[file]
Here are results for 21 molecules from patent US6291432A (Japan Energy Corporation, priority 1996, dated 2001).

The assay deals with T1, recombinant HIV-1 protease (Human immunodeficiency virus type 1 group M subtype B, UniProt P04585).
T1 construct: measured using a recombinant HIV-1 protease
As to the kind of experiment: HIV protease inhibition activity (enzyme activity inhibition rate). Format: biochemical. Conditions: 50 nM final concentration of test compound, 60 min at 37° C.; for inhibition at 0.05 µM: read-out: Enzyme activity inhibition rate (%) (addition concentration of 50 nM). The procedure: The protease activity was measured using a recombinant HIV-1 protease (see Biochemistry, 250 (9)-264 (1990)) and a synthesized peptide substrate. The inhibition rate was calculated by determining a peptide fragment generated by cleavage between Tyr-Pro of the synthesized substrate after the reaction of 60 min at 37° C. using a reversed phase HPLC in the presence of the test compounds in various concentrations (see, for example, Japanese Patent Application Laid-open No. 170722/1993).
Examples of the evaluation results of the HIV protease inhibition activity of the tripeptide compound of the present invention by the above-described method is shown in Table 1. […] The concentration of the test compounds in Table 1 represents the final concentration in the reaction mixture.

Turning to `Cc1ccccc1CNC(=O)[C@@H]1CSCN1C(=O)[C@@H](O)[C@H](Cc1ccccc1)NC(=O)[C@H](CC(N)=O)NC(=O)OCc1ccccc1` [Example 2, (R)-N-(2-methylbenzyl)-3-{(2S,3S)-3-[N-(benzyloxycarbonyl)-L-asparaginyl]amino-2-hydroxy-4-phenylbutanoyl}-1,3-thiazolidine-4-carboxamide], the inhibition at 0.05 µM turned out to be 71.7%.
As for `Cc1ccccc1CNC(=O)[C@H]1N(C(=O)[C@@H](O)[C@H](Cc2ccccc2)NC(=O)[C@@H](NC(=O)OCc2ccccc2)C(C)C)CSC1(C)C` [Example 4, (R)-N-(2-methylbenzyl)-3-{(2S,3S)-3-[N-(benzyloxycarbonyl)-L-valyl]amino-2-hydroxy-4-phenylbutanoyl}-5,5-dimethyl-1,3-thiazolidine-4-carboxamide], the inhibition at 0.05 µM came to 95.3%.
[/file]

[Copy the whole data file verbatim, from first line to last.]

Here are results for 21 molecules from patent US6291432A (Japan Energy Corporation, priority 1996, dated 2001).

The assay deals with T1, recombinant HIV-1 protease (Human immunodeficiency virus type 1 group M subtype B, UniProt P04585).
T1 construct: measured using a recombinant HIV-1 protease
As to the kind of experiment: HIV protease inhibition activity (enzyme activity inhibition rate). Format: biochemical. Conditions: 50 nM final concentration of test compound, 60 min at 37° C.; for inhibition at 0.05 µM: read-out: Enzyme activity inhibition rate (%) (addition concentration of 50 nM). The procedure: The protease activity was measured using a recombinant HIV-1 protease (see Biochemistry, 250 (9)-264 (1990)) and a synthesized peptide substrate. The inhibition rate was calculated by determining a peptide fragment generated by cleavage between Tyr-Pro of the synthesized substrate after the reaction of 60 min at 37° C. using a reversed phase HPLC in the presence of the test compounds in various concentrations (see, for example, Japanese Patent Application Laid-open No. 170722/1993).
Examples of the evaluation results of the HIV protease inhibition activity of the tripeptide compound of the present invention by the above-described method is shown in Table 1. […] The concentration of the test compounds in Table 1 represents the final concentration in the reaction mixture.

Turning to `Cc1ccccc1CNC(=O)[C@@H]1CSCN1C(=O)[C@@H](O)[C@H](Cc1ccccc1)NC(=O)[C@H](CC(N)=O)NC(=O)OCc1ccccc1` [Example 2, (R)-N-(2-methylbenzyl)-3-{(2S,3S)-3-[N-(benzyloxycarbonyl)-L-asparaginyl]amino-2-hydroxy-4-phenylbutanoyl}-1,3-thiazolidine-4-carboxamide], the inhibition at 0.05 µM turned out to be 71.7%.
As for `Cc1ccccc1CNC(=O)[C@H]1N(C(=O)[C@@H](O)[C@H](Cc2ccccc2)NC(=O)[C@@H](NC(=O)OCc2ccccc2)C(C)C)CSC1(C)C` [Example 4, (R)-N-(2-methylbenzyl)-3-{(2S,3S)-3-[N-(benzyloxycarbonyl)-L-valyl]amino-2-hydroxy-4-phenylbutanoyl}-5,5-dimethyl-1,3-thiazolidine-4-carboxamide], the inhibition at 0.05 µM came to 95.3%.